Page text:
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I-Team: Monorail Accused of Shady Dealings in Court | News

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I-Team: Monorail Accused of Shady Dealings in Court

LAS VEGAS -- Shady dealings have been alleged at the Las Vegas Monorail. Now it's all coming out in court.

The people who invested $400 million in the Monorail say the company has been moving money around behind their backs.

The Monorail has always played a shell game. Is it a private company or a public entity? It bounces back and forth between the two, whichever is most convenient at the moment. Now, that is coming back to haunt the troubled train.

Lawyers for the bondholders say the Monorail has been diverting money into a secret account and that it filed for bankruptcy right after it got caught.

Wells Fargo is the trustee for the bonds holder's lien, so the revenue from the Monorail is supposed to stay in a Wells Fargo account so it can be used to pay the bills.

Instead, debtees say monorail CEO Curtis Myles and the Monorail Board of Directors diverted money to a separate account at Bank of America.

The Monorail's attorney says the other account was set up because they weren't being allowed to pay normal operating expenses. But the other side says the money was used to pay for things that should not have been allowed, such as a trip to China for CEO Myles and doubling the pay of board members.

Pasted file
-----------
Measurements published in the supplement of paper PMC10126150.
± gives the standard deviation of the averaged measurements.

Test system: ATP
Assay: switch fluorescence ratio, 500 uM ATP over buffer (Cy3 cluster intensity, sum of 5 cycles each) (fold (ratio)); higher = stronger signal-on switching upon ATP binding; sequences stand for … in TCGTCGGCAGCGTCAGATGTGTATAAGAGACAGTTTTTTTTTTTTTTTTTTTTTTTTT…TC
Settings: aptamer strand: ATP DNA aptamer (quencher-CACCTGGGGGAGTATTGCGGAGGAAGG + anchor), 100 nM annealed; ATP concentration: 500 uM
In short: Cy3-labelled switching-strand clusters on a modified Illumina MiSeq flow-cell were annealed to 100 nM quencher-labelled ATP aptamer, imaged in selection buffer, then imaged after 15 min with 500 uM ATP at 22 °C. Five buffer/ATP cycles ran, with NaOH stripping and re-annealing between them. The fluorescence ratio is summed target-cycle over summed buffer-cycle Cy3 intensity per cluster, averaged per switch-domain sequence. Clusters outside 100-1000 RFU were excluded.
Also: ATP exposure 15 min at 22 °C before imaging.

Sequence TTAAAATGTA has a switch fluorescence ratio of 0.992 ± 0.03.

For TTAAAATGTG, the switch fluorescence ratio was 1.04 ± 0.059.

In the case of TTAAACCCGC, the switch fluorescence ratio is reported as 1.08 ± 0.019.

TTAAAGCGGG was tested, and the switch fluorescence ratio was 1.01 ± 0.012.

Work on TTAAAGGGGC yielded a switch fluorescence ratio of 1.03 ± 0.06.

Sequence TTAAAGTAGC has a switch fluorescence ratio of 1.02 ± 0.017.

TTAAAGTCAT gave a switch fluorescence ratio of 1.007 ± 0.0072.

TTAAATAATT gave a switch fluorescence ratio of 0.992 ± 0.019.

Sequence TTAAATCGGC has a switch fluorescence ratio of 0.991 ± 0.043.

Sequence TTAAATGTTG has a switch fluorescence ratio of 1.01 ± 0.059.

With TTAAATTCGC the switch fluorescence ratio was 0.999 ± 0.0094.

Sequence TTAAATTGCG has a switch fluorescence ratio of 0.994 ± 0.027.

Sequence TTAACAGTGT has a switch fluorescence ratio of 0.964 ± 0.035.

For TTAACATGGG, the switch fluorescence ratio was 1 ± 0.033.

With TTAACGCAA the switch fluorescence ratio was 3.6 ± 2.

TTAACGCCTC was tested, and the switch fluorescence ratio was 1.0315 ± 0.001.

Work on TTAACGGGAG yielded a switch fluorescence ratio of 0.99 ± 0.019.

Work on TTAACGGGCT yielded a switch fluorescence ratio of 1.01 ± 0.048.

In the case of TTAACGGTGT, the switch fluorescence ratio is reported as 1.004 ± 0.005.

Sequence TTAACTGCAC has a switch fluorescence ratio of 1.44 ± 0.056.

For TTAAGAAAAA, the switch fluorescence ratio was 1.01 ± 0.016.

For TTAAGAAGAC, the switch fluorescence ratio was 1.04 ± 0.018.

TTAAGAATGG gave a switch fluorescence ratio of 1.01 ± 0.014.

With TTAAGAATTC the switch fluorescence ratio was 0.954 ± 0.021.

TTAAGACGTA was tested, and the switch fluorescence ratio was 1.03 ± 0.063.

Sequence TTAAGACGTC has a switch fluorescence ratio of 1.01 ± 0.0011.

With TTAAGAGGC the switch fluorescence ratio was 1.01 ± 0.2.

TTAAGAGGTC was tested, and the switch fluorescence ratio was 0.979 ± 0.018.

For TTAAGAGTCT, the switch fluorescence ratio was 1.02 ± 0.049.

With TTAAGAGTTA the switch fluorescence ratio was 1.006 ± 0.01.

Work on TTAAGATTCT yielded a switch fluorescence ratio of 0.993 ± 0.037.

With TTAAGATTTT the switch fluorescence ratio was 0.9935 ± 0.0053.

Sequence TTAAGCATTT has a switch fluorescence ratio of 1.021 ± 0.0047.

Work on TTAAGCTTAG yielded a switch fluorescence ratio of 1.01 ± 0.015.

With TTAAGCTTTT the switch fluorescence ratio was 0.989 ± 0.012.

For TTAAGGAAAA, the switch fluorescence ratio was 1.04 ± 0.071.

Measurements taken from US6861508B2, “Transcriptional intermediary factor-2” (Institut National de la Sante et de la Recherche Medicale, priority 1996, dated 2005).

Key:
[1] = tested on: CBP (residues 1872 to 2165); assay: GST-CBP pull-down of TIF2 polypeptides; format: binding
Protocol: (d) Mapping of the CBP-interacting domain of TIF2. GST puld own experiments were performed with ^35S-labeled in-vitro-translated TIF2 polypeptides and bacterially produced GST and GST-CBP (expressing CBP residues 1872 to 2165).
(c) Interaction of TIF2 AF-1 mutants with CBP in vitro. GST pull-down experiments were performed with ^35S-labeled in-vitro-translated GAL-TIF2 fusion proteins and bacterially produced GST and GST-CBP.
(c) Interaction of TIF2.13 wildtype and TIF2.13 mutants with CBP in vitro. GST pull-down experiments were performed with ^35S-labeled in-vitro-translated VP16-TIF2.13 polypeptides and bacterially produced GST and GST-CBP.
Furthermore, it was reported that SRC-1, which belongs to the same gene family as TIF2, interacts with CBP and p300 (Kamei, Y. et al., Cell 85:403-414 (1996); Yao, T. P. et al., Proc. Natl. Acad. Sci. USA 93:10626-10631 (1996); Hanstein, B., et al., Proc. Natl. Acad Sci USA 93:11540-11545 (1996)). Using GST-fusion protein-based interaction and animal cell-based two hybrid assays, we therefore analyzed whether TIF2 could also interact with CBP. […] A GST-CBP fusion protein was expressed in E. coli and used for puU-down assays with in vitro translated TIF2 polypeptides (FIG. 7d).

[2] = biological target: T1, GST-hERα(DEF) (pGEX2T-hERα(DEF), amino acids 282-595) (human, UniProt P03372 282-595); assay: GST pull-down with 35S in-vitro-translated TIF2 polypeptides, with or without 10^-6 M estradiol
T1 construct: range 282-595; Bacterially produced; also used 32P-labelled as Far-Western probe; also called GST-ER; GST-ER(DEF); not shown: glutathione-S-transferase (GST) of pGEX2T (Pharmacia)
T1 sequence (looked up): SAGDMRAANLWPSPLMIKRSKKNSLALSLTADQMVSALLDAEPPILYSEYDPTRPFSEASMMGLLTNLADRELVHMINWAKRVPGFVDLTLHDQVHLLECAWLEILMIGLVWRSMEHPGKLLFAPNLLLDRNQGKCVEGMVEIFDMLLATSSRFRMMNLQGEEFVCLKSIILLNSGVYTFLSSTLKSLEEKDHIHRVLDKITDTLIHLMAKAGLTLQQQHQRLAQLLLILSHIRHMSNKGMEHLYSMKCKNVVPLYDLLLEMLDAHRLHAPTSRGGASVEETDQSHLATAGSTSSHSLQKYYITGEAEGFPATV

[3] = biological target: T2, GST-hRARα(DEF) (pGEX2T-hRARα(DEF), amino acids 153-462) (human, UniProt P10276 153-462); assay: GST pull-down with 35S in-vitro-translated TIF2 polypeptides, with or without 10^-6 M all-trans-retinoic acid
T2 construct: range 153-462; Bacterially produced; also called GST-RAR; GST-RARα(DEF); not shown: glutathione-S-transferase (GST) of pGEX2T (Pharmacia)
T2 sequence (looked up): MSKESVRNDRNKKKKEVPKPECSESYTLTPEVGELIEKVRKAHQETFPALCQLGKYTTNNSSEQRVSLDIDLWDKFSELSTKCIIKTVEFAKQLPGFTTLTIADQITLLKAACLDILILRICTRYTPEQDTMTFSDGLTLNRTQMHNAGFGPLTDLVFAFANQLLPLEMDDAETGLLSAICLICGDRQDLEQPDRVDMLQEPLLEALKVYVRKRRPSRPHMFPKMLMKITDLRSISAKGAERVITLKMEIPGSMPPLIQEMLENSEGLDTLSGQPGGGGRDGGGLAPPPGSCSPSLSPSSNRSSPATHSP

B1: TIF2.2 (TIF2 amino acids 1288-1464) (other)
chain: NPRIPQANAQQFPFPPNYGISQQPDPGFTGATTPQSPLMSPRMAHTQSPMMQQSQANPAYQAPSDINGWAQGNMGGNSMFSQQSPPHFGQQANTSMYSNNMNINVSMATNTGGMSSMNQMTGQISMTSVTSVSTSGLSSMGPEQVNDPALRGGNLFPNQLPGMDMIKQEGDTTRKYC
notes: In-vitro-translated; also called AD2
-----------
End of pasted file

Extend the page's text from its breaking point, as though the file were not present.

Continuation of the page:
The Monorail has always avoided state and local taxes because it claimed to be doing the work of the government under the direction of the state. This could come back to haunt the train.

"The particular way it was organized and the particular way it was financed means it must be controlled by the State of Nevada and that has obligations as well as benefits," said attorney Bill Smith. "There is the possibility the IRS could come to the conclusion there is not enough state control and then the interest would be taxable."

The Monorail was built on bonds issued by the state and sold to investors. The state declared it a non-profit charity, meaning it has never paid sales, business, property or income taxes.

It's executives now say the train is a private entity, which would allow it to file Chapter 11 bankruptcy.

But if it gets that wish, the IRS could ask bondholders to pay 10 years worth of back taxes. It could also have major consequences for the state, driving up the cost of borrowing money for public projects.

One other note: The I-Team has learned that Nevada State Tax Commissioner George Kelesis has asked the tax board to take a fresh look at the Monorail's tax-free status.


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